Mr. Speaker, Saturday we celebrated Veterans Day. Veterans Day is a holiday, but it is more of a memorial. It is a day we honor those who served. It started because of the end of the war to end all wars, World War I, and on the 11th hour of the 11th day of the 11th month of 1918, the First World War stopped, and because of that, since then we honor all veterans who have served.

Memorial Day is the day we honor those who served and died. Veterans Day is the day we honor those who served and lived.

In this House of Representatives today, in the 109th Congress, about 25 percent of Congress has served in the military. In 1950, in the fifties, about 65 percent were veterans; 111 Members of Congress served during the Vietnam era, 78 of whom served in the Vietnam era, and 20 of those saw combat. We have our own Sam Johnson, who was a Navy pilot during Vietnam, was shot down and spent 7 years in the Hanoi Hilton prisoner-of-war camp.

We have in this House of Representatives at least eight Members who have sons or daughters serving in Iraq or Afghanistan. We have Senator Inouye of Hawaii who was a Medal of Honor winner. All of these people served and served with honor.

War for independence costs the lives of Americans. Freedom has always cost, and it always will, and I think it is worth noting the time frame of the wars that this country has fought in and those who died.

In the War of Independence, 5,000 Americans died. In the Mexican-American War, there were 13,000 Americans. In the War Between the States, there were 250,000 Confederates and 350,000 troops of the Union army, but they were all Americans; 600,000 died for this country. In World War I, there was 116,000. In the great World War II, 408,000 died for this country.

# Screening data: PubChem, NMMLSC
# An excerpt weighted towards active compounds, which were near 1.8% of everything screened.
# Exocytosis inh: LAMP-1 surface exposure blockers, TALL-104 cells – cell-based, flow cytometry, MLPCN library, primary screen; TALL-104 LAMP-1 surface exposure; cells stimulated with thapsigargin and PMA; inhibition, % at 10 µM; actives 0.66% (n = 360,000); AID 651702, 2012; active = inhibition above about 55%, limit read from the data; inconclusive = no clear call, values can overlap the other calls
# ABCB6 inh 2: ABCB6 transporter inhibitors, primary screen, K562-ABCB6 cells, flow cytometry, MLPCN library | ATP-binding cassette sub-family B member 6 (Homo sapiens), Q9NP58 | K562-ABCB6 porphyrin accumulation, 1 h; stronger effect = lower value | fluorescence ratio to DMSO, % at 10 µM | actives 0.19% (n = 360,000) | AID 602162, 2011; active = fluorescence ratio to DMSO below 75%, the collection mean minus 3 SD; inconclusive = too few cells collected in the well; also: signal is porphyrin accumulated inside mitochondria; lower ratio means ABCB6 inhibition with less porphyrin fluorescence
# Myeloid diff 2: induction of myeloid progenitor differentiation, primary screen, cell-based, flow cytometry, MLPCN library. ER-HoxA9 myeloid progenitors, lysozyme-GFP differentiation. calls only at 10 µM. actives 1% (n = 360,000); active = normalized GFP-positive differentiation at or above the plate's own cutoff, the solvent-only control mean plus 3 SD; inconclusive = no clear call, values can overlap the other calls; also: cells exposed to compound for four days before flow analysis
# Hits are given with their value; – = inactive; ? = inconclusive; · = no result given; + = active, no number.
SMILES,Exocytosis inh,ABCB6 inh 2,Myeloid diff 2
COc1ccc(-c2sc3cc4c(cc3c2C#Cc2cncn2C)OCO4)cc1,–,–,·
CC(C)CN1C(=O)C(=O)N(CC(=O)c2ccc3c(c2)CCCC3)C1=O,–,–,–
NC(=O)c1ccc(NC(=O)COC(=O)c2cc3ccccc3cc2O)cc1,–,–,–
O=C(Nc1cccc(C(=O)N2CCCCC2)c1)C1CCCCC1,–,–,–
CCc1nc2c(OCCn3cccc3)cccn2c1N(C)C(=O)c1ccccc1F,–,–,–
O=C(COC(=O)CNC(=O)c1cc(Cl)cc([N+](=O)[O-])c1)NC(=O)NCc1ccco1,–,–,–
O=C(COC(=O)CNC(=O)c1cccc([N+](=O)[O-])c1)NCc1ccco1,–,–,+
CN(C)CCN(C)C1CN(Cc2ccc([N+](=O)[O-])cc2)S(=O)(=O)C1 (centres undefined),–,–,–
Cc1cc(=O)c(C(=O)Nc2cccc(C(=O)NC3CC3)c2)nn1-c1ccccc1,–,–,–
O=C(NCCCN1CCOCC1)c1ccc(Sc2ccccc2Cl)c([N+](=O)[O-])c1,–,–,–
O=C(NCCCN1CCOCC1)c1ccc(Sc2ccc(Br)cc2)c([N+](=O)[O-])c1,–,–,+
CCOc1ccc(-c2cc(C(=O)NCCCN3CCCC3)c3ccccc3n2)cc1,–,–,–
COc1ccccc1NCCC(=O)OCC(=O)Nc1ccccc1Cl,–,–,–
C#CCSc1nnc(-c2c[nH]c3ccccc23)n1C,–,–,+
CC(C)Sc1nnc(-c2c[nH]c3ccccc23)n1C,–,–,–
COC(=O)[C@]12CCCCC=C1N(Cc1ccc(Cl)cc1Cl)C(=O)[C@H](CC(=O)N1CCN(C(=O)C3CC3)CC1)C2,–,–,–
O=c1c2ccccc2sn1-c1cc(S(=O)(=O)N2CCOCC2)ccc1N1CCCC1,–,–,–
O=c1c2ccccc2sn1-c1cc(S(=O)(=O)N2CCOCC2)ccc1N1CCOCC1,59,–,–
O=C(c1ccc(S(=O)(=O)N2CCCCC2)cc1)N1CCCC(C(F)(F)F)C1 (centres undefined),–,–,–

My dad was one of those who served in the great World War II, and he, like many veterans of that war, never talked of that engagement until many, many years after that war was over with.

In Korea, it is sometimes said of the Korea war it is the forgotten war, 55,000 Americans died. In Vietnam, 58,000 died. In the first gulf war, 300 troopers died, and in our latest fight in the war in Iraq and Afghanistan, 3,000 have died.

The point being, in these few wars that I have mentioned, not all of the wars, this country has always called upon the American warrior to be the one to protect us from the forces of all evil.

I have had the honor to be in Iraq with many of our troops, as many of our House Members have been, and I find them to be, in my opinion, the greatest military ever assembled, with their morale extremely high.

Over Labor Day weekend, I had the honor to go and see some of our troops in military hospitals overseas and to see and visit with them, and before I went, I asked my staff in Texas to see if we could arrange to have some of the local school kids write and make some homemade cards. In 2 days' notice, they were able to produce about 5,000 handmade cards that I took to our troops overseas, who were very grateful.

The point being, I think now in this time in our history our country is grateful to the American warrior for putting their life on the line for the rest of us. So we can do no better than to honor those who have served, the American warrior. And though it was said in the Vietnam era that some gave all and all gave some, that is true of the American veteran. So we thank them on this day and every day, those that served and lived and those that served and did die for this country.

And that's just the way it is.